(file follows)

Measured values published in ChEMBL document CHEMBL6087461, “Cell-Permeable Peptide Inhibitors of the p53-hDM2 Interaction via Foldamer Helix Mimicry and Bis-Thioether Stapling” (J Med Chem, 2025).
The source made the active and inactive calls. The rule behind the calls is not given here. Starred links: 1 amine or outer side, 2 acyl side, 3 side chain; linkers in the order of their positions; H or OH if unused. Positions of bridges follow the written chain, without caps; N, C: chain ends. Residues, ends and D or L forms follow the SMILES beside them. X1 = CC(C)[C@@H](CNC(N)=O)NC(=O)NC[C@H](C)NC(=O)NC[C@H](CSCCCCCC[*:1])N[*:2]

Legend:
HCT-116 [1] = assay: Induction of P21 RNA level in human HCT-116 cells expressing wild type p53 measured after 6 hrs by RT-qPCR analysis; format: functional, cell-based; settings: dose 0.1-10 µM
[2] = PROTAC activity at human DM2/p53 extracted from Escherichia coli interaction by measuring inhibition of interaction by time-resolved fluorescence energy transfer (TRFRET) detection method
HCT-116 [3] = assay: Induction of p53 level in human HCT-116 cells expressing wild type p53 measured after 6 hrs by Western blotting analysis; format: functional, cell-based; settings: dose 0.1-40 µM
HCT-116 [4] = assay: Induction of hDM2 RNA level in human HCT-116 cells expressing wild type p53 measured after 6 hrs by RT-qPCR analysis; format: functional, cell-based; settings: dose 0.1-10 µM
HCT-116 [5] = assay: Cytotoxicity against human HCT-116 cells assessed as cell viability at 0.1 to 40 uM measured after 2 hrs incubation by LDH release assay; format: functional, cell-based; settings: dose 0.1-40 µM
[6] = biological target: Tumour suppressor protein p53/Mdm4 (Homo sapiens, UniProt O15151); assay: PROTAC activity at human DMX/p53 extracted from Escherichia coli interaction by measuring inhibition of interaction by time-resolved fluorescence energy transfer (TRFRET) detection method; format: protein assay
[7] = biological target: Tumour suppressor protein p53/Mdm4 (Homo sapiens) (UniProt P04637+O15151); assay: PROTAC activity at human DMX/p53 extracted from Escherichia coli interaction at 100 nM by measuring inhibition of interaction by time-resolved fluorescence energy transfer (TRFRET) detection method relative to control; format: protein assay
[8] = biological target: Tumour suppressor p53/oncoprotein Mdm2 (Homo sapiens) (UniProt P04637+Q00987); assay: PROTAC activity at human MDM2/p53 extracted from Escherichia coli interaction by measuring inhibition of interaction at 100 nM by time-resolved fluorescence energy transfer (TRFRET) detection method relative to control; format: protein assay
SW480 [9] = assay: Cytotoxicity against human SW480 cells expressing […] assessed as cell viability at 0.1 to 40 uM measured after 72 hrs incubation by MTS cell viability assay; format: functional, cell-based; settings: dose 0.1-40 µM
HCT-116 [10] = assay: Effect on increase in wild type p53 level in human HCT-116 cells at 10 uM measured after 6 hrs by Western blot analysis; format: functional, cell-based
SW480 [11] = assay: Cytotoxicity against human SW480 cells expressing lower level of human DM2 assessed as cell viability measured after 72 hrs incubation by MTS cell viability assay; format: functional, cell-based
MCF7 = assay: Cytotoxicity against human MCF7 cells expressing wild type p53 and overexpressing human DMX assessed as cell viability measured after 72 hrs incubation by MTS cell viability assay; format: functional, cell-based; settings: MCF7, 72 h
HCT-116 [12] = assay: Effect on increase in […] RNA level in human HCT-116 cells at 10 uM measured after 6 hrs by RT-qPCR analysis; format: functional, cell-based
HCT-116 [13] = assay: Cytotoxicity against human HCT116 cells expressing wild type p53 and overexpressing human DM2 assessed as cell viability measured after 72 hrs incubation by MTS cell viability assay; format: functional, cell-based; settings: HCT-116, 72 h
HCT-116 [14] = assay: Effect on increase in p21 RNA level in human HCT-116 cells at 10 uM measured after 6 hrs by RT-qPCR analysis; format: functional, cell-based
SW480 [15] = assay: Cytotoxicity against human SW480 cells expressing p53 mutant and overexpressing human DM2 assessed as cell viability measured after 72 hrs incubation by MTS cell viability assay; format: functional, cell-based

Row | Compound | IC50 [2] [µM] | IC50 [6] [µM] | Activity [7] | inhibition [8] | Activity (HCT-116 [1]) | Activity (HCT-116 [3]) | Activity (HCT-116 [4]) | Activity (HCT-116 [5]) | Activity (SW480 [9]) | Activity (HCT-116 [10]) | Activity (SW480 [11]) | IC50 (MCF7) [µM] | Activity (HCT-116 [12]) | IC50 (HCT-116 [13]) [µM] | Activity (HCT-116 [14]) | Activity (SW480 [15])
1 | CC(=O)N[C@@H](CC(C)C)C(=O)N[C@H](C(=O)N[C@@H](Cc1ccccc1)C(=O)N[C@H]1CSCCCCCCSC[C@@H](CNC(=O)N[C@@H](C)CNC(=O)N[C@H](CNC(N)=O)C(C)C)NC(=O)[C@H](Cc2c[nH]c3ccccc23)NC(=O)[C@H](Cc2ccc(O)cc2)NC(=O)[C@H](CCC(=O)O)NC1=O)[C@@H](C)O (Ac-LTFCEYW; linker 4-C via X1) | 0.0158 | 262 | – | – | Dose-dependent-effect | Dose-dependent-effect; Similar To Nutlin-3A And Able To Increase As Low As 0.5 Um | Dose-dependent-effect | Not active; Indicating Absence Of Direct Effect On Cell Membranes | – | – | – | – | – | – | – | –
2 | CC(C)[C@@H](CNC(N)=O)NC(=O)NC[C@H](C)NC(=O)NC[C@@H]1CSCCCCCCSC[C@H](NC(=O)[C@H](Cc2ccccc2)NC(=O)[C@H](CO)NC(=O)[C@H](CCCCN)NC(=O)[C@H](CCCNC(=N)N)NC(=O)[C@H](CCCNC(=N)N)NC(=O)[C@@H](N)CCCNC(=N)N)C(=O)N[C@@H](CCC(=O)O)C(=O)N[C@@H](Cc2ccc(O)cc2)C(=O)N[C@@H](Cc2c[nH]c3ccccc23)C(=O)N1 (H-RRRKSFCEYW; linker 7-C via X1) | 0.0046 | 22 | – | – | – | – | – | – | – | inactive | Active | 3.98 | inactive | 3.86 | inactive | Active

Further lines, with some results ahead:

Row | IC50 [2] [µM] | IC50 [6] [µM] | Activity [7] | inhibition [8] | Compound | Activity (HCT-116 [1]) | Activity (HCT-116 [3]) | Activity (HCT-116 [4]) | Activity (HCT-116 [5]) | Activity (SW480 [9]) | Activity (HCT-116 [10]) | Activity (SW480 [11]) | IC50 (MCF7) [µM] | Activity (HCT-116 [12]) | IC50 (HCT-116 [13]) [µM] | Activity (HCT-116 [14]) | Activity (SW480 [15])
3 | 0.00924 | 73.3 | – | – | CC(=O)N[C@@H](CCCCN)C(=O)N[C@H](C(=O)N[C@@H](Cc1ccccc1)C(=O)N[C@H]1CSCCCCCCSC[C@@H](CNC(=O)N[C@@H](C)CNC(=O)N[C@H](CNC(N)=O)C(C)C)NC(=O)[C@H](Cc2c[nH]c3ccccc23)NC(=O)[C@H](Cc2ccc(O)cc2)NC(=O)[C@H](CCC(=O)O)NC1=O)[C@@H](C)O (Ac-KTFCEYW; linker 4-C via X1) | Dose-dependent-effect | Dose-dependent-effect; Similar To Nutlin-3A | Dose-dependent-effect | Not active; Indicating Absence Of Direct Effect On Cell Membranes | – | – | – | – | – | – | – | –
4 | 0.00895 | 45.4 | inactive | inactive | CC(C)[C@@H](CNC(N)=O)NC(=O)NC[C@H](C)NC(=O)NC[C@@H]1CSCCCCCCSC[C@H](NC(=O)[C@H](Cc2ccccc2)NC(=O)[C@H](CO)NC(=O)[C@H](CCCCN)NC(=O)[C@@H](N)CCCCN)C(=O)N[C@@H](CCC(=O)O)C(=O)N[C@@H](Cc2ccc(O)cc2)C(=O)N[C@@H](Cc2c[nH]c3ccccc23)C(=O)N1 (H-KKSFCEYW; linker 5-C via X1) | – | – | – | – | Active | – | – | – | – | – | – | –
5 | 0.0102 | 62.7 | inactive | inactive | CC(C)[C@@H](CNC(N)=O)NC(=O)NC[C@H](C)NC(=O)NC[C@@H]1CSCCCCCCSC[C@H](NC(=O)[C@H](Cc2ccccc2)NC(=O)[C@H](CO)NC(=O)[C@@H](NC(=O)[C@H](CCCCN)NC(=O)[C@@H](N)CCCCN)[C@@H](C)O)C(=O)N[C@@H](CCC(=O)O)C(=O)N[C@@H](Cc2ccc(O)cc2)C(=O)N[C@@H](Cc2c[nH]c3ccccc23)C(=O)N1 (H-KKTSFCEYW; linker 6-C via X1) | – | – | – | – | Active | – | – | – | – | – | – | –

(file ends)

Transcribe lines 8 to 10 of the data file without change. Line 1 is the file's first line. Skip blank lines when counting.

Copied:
HCT-116 [5] = assay: Cytotoxicity against human HCT-116 cells assessed as cell viability at 0.1 to 40 uM measured after 2 hrs incubation by LDH release assay; format: functional, cell-based; settings: dose 0.1-40 µM
[6] = biological target: Tumour suppressor protein p53/Mdm4 (Homo sapiens, UniProt O15151); assay: PROTAC activity at human DMX/p53 extracted from Escherichia coli interaction by measuring inhibition of interaction by time-resolved fluorescence energy transfer (TRFRET) detection method; format: protein assay
[7] = biological target: Tumour suppressor protein p53/Mdm4 (Homo sapiens) (UniProt P04637+O15151); assay: PROTAC activity at human DMX/p53 extracted from Escherichia coli interaction at 100 nM by measuring inhibition of interaction by time-resolved fluorescence energy transfer (TRFRET) detection method relative to control; format: protein assay